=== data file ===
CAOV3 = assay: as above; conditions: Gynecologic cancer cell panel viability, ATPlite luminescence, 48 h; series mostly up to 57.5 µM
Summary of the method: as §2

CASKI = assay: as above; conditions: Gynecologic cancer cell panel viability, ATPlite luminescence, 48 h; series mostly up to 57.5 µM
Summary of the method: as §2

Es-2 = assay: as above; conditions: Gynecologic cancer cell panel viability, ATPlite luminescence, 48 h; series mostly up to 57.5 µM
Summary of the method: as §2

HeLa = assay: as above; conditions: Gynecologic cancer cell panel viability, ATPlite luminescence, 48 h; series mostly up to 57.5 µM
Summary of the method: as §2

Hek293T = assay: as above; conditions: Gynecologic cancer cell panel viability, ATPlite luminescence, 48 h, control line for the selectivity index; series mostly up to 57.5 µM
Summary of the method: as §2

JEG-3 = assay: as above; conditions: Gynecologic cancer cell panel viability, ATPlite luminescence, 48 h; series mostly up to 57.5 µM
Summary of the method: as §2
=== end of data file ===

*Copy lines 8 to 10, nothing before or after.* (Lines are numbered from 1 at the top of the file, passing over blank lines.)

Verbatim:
Summary of the method: as §2

Hek293T = assay: as above; conditions: Gynecologic cancer cell panel viability, ATPlite luminescence, 48 h, control line for the selectivity index; series mostly up to 57.5 µM
Summary of the method: as §2